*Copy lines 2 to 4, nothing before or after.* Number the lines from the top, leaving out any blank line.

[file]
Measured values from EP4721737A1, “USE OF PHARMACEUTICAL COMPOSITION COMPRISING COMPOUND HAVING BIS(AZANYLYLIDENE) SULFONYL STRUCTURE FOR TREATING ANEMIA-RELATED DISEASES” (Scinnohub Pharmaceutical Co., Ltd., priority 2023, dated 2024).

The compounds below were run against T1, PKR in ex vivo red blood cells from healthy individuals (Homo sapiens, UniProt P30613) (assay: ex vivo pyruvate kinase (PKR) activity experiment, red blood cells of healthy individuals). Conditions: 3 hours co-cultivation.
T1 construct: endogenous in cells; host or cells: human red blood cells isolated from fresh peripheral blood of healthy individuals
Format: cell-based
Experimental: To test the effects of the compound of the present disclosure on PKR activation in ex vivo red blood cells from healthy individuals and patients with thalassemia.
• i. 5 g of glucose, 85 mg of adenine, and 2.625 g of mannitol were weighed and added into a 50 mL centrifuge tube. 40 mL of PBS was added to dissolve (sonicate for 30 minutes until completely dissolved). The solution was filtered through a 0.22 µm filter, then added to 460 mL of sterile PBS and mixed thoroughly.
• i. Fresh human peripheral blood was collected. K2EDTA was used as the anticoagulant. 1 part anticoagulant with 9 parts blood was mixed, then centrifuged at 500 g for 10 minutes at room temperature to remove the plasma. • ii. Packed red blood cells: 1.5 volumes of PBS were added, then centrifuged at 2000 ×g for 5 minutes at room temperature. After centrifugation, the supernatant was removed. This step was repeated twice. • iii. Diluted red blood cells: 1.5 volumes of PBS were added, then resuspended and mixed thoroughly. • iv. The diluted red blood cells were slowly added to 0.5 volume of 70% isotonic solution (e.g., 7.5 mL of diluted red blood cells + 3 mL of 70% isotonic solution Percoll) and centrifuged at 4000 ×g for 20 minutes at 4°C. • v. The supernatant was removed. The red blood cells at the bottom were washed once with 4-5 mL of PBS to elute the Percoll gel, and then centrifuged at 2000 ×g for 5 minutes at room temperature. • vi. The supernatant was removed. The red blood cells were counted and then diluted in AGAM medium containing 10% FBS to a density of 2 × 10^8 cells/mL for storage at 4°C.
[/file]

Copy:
The compounds below were run against T1, PKR in ex vivo red blood cells from healthy individuals (Homo sapiens, UniProt P30613) (assay: ex vivo pyruvate kinase (PKR) activity experiment, red blood cells of healthy individuals). Conditions: 3 hours co-cultivation.
T1 construct: endogenous in cells; host or cells: human red blood cells isolated from fresh peripheral blood of healthy individuals
Format: cell-based